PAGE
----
The following summer, I applied for my O-1, but I got rejected straight up. What I learned later is that there are four processing centers in the Untied States, and California is the toughest one to go through, since a lot of tech companies submit to the California office for immigration visas. Luckily, we had a back-end engineer in North Carolina, so we set up an office there, and applied for an O-1 again but this time through the Vermont office. Thankfully it went through. From there, I could finally get my social security number, insurance and other basic life stuff that is important.
Q2. Different Countries and Companies — What Were the Differences You Faced Along the Journey?
I come from a banking family. My mother, grandmother, grandfather, aunt, uncle, and brother all work in banking. So from very young age, I thought I would study business in college, and work as a financial advisor or investment banker, trading stocks. I took summer jobs in banking for six summers in a row since I was 15, while I was doing design on the side. One summer, when I was in college for business, I was hating my summer job. Andrew Wilkinson, the CEO of MetaLab, found my design work online, and told me banking sucks, so I should drop out of school, and work for him.I could work remotely from Toronto, though the company is based in British Columbia, and I would be getting a salary. In my entire life, I was told to go to college, study business, get a job in bank, and have a house and a family. He told me to think about it, and I did.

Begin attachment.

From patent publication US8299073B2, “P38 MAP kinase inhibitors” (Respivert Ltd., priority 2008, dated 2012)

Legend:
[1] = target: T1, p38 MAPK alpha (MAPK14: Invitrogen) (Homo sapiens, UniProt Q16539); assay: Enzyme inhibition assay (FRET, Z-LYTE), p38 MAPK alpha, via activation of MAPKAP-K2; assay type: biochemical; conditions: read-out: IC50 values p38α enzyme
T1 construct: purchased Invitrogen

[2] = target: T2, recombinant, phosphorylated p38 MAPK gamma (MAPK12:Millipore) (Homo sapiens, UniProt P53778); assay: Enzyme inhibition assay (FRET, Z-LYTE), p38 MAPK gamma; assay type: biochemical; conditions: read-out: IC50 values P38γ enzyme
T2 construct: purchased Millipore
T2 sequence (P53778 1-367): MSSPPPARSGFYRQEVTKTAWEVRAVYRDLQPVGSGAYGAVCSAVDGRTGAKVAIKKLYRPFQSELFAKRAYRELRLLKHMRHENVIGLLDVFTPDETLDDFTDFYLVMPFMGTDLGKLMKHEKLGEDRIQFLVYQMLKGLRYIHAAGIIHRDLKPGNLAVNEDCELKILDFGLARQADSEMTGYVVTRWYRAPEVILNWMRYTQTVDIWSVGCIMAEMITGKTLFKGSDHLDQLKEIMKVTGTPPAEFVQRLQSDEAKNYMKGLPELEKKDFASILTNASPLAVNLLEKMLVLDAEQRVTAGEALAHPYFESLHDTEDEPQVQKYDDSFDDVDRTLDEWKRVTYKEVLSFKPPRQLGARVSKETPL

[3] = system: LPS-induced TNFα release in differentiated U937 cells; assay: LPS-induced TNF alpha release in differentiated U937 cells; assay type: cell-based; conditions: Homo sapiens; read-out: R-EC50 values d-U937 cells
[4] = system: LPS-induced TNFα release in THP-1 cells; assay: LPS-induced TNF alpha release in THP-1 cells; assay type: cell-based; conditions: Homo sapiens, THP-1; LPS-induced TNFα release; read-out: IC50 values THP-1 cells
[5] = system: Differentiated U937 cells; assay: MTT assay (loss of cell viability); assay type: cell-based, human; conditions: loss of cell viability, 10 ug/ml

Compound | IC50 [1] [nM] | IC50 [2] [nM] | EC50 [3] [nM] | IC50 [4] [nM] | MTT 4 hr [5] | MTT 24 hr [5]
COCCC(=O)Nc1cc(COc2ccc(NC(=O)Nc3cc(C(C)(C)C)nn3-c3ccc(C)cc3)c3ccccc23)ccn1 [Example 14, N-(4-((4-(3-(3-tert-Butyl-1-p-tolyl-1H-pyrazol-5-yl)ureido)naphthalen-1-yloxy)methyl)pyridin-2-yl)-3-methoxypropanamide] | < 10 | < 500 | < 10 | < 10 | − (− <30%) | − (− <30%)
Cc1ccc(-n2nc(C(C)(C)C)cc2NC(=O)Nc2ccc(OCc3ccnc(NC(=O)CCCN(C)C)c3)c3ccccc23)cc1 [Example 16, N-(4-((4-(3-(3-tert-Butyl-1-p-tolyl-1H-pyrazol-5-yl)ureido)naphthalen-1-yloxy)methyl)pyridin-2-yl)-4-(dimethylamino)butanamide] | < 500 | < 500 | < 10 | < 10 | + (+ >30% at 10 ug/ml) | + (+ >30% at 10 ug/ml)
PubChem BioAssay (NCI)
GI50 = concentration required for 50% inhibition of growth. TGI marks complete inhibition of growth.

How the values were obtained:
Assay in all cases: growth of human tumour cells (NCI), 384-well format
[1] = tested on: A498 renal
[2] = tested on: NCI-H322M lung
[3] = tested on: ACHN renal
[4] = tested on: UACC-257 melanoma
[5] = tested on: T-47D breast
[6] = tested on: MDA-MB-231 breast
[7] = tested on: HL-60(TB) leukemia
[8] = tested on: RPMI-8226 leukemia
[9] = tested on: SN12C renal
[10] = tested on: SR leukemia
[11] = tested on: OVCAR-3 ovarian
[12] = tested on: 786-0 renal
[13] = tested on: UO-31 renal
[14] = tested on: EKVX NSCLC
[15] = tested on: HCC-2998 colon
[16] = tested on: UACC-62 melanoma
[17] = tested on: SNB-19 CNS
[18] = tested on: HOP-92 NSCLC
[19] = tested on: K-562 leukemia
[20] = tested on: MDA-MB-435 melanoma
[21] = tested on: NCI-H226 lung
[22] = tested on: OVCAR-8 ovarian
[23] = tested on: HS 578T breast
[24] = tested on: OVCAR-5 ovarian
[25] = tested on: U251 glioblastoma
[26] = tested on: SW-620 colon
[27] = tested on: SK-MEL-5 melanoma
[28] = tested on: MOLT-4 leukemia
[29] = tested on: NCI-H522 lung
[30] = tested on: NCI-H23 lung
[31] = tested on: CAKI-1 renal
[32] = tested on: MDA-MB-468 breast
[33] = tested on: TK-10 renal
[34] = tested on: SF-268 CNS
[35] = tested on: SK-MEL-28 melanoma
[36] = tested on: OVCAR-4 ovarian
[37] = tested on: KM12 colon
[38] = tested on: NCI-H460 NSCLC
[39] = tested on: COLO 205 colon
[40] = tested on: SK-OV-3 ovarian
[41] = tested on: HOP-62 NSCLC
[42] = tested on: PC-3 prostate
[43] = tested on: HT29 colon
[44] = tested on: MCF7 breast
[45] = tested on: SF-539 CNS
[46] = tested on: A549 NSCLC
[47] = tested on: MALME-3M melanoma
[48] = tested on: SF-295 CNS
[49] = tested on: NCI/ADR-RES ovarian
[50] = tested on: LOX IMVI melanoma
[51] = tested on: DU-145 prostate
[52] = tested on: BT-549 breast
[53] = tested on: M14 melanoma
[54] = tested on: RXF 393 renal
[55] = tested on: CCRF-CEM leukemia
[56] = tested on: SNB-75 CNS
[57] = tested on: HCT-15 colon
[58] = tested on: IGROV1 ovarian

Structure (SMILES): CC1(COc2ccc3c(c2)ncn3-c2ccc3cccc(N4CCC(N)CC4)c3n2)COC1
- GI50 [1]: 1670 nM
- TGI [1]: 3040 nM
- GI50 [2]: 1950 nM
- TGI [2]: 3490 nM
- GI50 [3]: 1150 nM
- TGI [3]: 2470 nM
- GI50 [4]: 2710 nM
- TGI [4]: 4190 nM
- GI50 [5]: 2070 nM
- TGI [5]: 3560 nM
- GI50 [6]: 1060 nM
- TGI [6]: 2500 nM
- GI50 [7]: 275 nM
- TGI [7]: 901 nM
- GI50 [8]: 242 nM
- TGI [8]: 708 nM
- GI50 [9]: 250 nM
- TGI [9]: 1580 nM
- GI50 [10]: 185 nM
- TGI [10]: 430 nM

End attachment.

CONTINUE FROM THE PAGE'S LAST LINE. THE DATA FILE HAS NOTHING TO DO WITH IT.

One day, my boss printed off 600 pages of spreadsheets, and told me I had to deal with it. That’s when I questioned myself if I wanted to keep doing this for rest of my life. The answer was obviously no, so I decided to drop out of school, and started working for MetaLab. If it wasn’t going to work out in 4 months, I was planning on going back to school; but it did work out well. I was getting a lot of job inquires and projects so that I decided to part away from MetaLab, and start my own business; and I ran it for three years. During those years, I saw some of my design projects becoming successful, raising millions of dollars. Then I wanted to become a part of something bigger, in a more significant way. So what’s why I decided to leave Toronto, and came here to join Jon, Tim and RadPad.
The American culture wasn’t much of a shock though, since America and Canada are very similar. But sometimes I get made fun of my accent and the way I spell certain words. I’m from a place that is negative degrees in Fahrenheit during the winter and over 100 degrees in the summer, so the weather here makes me not miss my home much.
After my first year at USC, I decided to go back to China to see my family and friends, while interning over the summer. I took a job at a big consulting firm that has more than 50 floors in their building. Their meetings would frequently talk about millions of dollars of acquisitions, and you’d see people in suits everyday. At first, I was excited to wear suits everyday, but after couple days, it was just a horrible experience in the summer, especially in the subway. At there, I was mostly doing PowerPoint slides and Excel spreadsheets, and thought to myself, I’m an engineering major, and I shouldn’t be doing this for my job.